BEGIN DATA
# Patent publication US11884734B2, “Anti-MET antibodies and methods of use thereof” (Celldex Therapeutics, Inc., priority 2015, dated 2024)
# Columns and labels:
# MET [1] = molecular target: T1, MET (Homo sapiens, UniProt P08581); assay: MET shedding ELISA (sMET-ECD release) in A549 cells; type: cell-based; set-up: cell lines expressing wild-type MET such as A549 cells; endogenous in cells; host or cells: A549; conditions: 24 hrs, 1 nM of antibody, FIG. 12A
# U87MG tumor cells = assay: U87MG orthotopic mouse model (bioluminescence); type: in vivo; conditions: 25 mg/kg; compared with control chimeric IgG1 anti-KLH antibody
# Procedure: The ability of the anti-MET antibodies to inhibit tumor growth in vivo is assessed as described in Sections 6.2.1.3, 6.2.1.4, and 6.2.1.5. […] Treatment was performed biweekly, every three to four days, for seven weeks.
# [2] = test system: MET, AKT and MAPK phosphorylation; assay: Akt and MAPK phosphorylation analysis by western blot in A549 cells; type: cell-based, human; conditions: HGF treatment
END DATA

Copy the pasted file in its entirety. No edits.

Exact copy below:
# Patent publication US11884734B2, “Anti-MET antibodies and methods of use thereof” (Celldex Therapeutics, Inc., priority 2015, dated 2024)
# Columns and labels:
# MET [1] = molecular target: T1, MET (Homo sapiens, UniProt P08581); assay: MET shedding ELISA (sMET-ECD release) in A549 cells; type: cell-based; set-up: cell lines expressing wild-type MET such as A549 cells; endogenous in cells; host or cells: A549; conditions: 24 hrs, 1 nM of antibody, FIG. 12A
# U87MG tumor cells = assay: U87MG orthotopic mouse model (bioluminescence); type: in vivo; conditions: 25 mg/kg; compared with control chimeric IgG1 anti-KLH antibody
# Procedure: The ability of the anti-MET antibodies to inhibit tumor growth in vivo is assessed as described in Sections 6.2.1.3, 6.2.1.4, and 6.2.1.5. […] Treatment was performed biweekly, every three to four days, for seven weeks.
# [2] = test system: MET, AKT and MAPK phosphorylation; assay: Akt and MAPK phosphorylation analysis by western blot in A549 cells; type: cell-based, human; conditions: HGF treatment